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Minimize screen use, especially for the youngest children:
In this lesson, students use mind maps to explore concepts of “respect” and “consent” in an online context. They consider a wide range of scenarios that shed light on different aspects of consent relating to digital media and draw on those to create a detailed definition. Finally, students create an “explainer” video in which they illustrate one of the aspects of consent.
Framed around key concepts of media literacy, the Facing Online Hate tutorial examines how the Internet is used to spread and incite hate, how radicalization occurs, and how youth encounter hate online both through traditional hate sites and “cultures of hatred”. The tutorial also provides strategies for building critical thinking skills in young people to help them understand the nature of online hate, how they may be targets and how to respond appropriately when bias, stereotyping and hatred are encountered online.
Developed in partnership with CIRA, this interactive quiz is designed to increase students’ knowledge of the cyber security risks they face every day.
The Responding to Online Hate guide assists law enforcement personnel, community groups and educators in recognizing and countering hateful content on the Internet – especially as it pertains to youth.
The Information and Privacy Commissioner of Ontario has created three guides for teachers that help increase the understanding of open government and personal privacy. What Students Need to Know About Freedom of Information and Protection of Privacy has been created to provide an opportunity for teachers and their students to discuss why access to government-held information and personal privacy are important public values and how these values are reflected in our relationships with governments.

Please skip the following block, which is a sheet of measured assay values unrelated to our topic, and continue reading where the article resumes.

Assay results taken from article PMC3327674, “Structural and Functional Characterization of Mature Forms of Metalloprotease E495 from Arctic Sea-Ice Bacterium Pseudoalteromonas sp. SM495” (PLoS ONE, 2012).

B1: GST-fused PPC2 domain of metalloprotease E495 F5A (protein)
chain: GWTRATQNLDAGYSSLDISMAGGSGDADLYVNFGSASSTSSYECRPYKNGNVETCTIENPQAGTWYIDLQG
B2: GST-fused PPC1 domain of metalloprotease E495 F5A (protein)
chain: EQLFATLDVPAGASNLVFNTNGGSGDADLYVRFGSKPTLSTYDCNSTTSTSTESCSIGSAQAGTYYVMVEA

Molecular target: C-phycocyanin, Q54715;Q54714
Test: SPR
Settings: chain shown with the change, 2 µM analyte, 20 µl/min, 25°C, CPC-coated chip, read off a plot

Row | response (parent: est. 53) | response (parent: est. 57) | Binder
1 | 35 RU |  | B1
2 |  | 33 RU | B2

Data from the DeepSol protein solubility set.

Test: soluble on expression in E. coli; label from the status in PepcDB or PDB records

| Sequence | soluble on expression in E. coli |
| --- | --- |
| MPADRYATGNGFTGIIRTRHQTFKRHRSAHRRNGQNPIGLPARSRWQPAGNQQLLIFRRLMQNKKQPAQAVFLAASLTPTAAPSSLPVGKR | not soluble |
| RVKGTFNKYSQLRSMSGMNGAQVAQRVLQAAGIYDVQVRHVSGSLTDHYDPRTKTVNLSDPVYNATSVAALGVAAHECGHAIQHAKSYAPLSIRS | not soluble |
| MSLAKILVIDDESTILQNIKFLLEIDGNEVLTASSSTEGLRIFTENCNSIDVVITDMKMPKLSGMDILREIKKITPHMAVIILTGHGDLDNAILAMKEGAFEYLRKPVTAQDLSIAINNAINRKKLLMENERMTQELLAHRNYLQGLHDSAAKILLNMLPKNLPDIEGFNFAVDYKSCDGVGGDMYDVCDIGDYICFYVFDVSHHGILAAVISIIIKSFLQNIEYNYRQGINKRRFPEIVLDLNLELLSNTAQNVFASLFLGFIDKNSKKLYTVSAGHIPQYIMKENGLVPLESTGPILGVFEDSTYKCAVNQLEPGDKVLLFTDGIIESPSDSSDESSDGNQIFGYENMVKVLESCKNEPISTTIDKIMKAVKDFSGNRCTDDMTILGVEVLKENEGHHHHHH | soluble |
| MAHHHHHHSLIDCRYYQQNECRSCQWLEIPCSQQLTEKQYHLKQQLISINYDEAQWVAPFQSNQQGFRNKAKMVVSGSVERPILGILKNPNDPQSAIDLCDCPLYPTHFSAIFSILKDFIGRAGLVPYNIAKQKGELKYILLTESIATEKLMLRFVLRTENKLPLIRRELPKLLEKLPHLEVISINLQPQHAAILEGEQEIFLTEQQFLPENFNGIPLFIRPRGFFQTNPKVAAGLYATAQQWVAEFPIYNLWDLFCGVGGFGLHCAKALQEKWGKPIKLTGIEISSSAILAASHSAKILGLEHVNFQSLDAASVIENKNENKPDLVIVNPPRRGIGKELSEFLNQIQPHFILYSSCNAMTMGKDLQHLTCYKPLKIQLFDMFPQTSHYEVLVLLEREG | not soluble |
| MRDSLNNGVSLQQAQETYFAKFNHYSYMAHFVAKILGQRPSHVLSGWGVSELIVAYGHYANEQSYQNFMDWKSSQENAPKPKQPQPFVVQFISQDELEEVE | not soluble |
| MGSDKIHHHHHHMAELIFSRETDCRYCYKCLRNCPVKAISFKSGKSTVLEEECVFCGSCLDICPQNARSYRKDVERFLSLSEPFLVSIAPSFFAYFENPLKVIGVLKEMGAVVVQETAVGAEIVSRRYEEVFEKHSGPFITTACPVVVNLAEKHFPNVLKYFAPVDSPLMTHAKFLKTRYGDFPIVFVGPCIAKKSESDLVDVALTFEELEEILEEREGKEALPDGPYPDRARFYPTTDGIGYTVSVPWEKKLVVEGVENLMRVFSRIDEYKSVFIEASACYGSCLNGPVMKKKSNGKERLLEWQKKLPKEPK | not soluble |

In this lesson, students become sensitized to the ways in which the use of language in the media can imply inequality between men and women.
This lesson was produced with the support of the Royal Canadian Mounted Police (RCMP).
- To further online safety education.
- To promote safe and responsible online behaviour through:
- Encouraging youth to make safe and ethical decisions online;
- Helping youth to identify strategies and supports that are available to assist them with issues they may encounter online.
In this lesson, students explore issues relating to privacy through a series of activities, surveys and quizzes. The unit begins with a quiz about access to personal information.
In this lesson, students participate in a survey that will help them better understand their attitudes and perceptions regarding sports and advertising. In particular, students will focus on how alcohol companies use sports and sporting events to promote their products and influence consumers.
In this lesson students learn about the history of blackface and other examples of majority-group actors playing minority-group characters such as White actors playing Asian and Aboriginal characters and non-disabled actors playing disabled characters.
In this lesson students discuss their online experiences and learn how to minimize the potential risks that may be associated with them.
In this lesson, students will write a news article for the school newspaper.
This lesson is based on an article, which ran in the January 21, 1995 issue of the London Free Press.